One final difference was the weather. While it was relatively comfortable, with a gentle breeze, the clouds rolled in toward the end.

I left about 20 minutes before the scheduled 4:00 close, and by the time I got to my car about 1/2 mile away it was raining lightly. Before I got out of Crisfield it let loose and poured, so those who stayed to the bitter end either got under a tent or looked like drowned rats (or both.)

It was a fitting end to an event which was good, but perhaps a little off kilter. In fact, I was discussing the future of this gathering with someone who compared it to the Salisbury Festival – a venerable event that didn’t change and eventually withered away. Since the cost went up this year (to $45 a ticket) we’ll see how it affects the plans for next year.

As for me, I’d like the center location back.

Catching up with Walker

Since Scott Walker is joining my presidential sweepstakes already in progress, I need to catch him up with the areas of education and the Second Amendment. So you’ll read them here, but I will also add them in their proper rank in the category at large, since I will come back and refer to it later.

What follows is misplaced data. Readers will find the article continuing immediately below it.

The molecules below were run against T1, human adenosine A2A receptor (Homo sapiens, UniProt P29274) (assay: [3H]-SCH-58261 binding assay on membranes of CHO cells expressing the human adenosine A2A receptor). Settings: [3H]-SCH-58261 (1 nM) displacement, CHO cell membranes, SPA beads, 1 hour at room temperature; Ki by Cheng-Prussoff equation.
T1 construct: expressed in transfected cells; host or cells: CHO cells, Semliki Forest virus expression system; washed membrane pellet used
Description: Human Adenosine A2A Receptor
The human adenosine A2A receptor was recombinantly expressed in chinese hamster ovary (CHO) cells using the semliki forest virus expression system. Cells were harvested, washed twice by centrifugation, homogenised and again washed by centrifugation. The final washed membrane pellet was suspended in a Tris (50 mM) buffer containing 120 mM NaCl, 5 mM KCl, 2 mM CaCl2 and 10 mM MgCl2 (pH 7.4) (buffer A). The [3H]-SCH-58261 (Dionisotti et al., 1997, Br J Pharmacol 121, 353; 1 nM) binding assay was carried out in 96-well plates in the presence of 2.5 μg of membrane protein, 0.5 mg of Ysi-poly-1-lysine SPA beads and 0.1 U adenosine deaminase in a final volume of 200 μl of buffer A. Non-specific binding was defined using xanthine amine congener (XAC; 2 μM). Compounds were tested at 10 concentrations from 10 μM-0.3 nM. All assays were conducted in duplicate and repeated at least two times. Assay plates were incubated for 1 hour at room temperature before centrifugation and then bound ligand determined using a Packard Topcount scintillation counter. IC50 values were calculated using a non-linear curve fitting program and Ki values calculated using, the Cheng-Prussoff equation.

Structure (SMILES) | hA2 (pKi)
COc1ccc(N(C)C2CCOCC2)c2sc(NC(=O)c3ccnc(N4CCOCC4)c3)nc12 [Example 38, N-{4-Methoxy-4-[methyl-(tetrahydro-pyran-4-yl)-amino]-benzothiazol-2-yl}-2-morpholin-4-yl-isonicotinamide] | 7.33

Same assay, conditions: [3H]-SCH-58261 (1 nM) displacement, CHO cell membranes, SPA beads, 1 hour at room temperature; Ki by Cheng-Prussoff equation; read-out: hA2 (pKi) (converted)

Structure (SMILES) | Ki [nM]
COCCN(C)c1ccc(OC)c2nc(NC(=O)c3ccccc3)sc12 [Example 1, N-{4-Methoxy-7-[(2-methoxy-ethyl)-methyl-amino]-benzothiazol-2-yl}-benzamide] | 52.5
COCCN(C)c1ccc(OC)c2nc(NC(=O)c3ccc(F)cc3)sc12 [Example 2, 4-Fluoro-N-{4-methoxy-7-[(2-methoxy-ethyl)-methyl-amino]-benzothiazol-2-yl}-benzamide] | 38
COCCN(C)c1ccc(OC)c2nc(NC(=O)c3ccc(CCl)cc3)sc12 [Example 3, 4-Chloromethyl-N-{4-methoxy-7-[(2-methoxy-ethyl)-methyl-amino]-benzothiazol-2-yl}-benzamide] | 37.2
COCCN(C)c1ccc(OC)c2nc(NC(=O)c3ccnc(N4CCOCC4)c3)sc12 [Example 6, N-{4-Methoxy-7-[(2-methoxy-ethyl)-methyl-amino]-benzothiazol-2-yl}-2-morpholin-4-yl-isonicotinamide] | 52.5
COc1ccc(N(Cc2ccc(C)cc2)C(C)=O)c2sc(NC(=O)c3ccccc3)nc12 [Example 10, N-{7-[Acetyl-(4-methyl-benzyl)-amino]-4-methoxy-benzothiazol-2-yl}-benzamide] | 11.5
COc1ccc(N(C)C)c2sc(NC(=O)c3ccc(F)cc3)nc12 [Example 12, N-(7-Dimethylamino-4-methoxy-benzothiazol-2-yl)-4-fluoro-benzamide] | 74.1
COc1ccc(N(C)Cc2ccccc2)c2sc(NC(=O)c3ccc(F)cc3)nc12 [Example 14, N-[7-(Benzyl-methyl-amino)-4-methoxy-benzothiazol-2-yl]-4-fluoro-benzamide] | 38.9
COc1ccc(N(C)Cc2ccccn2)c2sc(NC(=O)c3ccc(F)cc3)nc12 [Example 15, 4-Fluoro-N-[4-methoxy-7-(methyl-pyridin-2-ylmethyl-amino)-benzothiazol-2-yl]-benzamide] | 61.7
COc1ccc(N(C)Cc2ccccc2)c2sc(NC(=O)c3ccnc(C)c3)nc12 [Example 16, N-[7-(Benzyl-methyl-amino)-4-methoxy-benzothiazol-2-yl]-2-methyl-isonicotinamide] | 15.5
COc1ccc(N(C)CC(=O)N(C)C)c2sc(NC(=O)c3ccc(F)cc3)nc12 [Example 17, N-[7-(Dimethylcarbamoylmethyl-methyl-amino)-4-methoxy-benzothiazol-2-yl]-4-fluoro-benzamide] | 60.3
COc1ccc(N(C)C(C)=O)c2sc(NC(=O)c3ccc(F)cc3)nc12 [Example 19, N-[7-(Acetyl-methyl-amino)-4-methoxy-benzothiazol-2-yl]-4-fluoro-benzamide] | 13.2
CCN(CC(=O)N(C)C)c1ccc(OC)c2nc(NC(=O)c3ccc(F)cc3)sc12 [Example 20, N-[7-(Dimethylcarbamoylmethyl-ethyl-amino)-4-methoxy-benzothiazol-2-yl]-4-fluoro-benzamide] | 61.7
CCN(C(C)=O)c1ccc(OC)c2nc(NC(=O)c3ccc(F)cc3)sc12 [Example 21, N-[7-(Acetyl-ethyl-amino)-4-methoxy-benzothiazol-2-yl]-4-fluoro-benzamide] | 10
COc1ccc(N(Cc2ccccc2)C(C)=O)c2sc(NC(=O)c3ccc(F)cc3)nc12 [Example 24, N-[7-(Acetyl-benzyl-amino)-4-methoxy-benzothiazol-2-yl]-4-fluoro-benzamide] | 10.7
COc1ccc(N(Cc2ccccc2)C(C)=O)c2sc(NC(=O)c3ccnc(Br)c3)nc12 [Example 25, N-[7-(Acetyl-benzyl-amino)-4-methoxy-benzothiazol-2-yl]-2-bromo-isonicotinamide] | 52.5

Early on, I really liked Scott Walker and figured he would rank near the top of my choices. That may indeed happen, but how does he fare on these two issues?

I’ll begin with education:

Scott Walker has a mixed record on the important subject of Common Core. He will say he’s against it, but hasn’t gone out of his way to eliminate it in Wisconsin. And while his state has gone farther than most to install a measure of school choice, there are a number of restrictions and only certain families qualify, so it’s not always a case of money following the child.

Like Huckabee and Graham above him, Walker is a strong backer of homeschooling. He also has shown the teachers’ unions he’s the boss, but has been silent on what he would do with the Department of Education and doesn’t speak a great deal about local control. This puts him more squarely in the middle of the pack.

Total score for Walker – 2.5 of 5.

On the Second Amendment: